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Corrosion Propagation of Rebar Embedded in High Performance Concrete

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Date Issued:
2017
Summary:
The FDOT has been using supplementary cementitious materials while constructing steel reinforced concrete marine bridge structures for over 3 decades. Previous findings indicated that such additions in concrete mix makes the concrete more durable. To better understand corrosion propagation of rebar in high performance concrete: mature concrete samples that were made (2008/2009) with Portland cement, a binary mix, a ternary mix and recently prepared (April 2016 with 50% OPC + 50% slag and 80% OPC + 20% Fly ash) concrete samples were considered. None of these concretes had any admixed chloride to start with. An accelerated chloride transport process was used to drive chloride ions into the concrete so that chlorides reach and exceed thechloride threshold at the rebar surface and initiate corrosion. Electrochemical measurements were taken at regular intervals (during and after the electro-migration process) to observe the corrosion propagation in each sample.
Title: Corrosion Propagation of Rebar Embedded in High Performance Concrete.
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Name(s): Nazim, Manzurul, author
Presuel-Moreno, Francisco, Thesis advisor
Florida Atlantic University, Degree grantor
College of Engineering and Computer Science
Department of Ocean and Mechanical Engineering
Type of Resource: text
Genre: Electronic Thesis Or Dissertation
Date Created: 2017
Date Issued: 2017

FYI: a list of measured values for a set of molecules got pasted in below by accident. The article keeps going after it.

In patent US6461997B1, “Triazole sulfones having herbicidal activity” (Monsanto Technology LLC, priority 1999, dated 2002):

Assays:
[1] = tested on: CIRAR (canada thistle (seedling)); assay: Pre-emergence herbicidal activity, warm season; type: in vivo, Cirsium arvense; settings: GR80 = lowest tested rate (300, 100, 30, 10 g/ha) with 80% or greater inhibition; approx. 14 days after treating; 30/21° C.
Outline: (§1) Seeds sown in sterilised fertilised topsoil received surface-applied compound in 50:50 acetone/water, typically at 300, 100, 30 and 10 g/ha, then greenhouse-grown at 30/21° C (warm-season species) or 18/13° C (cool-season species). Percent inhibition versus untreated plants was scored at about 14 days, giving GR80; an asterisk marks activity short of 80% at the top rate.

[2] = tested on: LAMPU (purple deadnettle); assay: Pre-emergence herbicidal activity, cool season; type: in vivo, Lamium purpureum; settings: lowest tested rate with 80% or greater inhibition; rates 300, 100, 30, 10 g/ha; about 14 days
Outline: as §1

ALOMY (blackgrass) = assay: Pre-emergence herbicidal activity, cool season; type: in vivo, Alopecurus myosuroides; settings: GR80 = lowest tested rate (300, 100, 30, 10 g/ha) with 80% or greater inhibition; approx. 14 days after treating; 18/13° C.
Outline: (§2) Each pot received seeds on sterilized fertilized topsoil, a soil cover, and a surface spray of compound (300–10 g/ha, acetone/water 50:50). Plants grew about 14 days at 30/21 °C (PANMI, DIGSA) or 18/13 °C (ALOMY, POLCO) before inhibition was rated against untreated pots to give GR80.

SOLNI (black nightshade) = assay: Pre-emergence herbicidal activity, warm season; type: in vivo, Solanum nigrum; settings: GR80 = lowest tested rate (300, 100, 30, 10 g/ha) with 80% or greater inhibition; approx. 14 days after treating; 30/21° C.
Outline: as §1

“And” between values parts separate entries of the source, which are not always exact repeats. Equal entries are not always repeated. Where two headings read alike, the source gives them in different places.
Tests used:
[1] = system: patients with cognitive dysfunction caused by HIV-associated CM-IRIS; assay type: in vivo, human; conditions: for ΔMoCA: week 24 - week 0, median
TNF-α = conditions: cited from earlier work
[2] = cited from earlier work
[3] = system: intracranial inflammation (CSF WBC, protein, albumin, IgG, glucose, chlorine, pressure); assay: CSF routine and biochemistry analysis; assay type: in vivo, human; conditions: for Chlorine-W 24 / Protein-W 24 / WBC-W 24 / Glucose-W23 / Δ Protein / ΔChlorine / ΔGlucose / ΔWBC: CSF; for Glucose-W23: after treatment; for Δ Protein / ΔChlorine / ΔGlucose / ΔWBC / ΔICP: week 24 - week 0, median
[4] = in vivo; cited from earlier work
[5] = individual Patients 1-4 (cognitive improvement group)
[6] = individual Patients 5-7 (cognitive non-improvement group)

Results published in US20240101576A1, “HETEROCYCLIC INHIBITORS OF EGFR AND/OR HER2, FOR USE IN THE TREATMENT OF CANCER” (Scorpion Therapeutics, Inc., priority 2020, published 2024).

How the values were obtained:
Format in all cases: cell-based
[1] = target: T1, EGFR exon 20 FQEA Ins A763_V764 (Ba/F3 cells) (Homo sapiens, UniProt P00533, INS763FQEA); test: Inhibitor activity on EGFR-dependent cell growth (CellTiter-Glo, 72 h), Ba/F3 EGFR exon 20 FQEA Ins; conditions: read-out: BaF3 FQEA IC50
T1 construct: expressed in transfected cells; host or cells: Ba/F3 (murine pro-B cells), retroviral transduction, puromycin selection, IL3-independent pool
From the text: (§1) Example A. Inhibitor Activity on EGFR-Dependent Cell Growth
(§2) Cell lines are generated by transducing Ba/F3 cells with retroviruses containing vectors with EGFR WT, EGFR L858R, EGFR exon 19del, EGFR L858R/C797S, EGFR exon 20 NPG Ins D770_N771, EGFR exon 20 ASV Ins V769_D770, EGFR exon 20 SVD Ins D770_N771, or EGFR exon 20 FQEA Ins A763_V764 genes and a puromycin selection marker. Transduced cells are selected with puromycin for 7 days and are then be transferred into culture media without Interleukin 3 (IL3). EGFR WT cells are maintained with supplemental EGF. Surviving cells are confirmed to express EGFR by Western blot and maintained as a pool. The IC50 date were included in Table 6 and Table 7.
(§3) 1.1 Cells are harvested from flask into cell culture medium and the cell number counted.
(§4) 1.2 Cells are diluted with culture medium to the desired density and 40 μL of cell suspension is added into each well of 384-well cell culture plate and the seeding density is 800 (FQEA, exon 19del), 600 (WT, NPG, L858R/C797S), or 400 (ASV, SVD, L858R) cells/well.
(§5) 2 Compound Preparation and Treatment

Publisher: Florida Atlantic University
Place of Publication: Boca Raton, Fla.
Physical Form: application/pdf
Extent: 121 p.
Language(s): English
Summary: The FDOT has been using supplementary cementitious materials while constructing steel reinforced concrete marine bridge structures for over 3 decades. Previous findings indicated that such additions in concrete mix makes the concrete more durable. To better understand corrosion propagation of rebar in high performance concrete: mature concrete samples that were made (2008/2009) with Portland cement, a binary mix, a ternary mix and recently prepared (April 2016 with 50% OPC + 50% slag and 80% OPC + 20% Fly ash) concrete samples were considered. None of these concretes had any admixed chloride to start with. An accelerated chloride transport process was used to drive chloride ions into the concrete so that chlorides reach and exceed thechloride threshold at the rebar surface and initiate corrosion. Electrochemical measurements were taken at regular intervals (during and after the electro-migration process) to observe the corrosion propagation in each sample.
Identifier: FA00004941 (IID)
Degree granted: Thesis (M.S.)--Florida Atlantic University, 2017.
Collection: FAU Electronic Theses and Dissertations Collection
Note(s): Includes bibliography.
Subject(s): Reinforced concrete--Corrosion.
Reinforced concrete--Chemical resistance.
Reinforced concrete--Deterioration.
Concrete--Corrosion.
Concrete--Mechanical properties.
Held by: Florida Atlantic University Libraries
Sublocation: Digital Library
Links: http://purl.flvc.org/fau/fd/FA00004941
Persistent Link to This Record: http://purl.flvc.org/fau/fd/FA00004941
Use and Reproduction: Copyright © is held by the author, with permission granted to Florida Atlantic University to digitize, archive and distribute this item for non-profit research and educational purposes. Any reuse of this item in excess of fair use or other copyright exemptions requires permission of the copyright holder.
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Host Institution: FAU
Is Part of Series: Florida Atlantic University Digital Library Collections.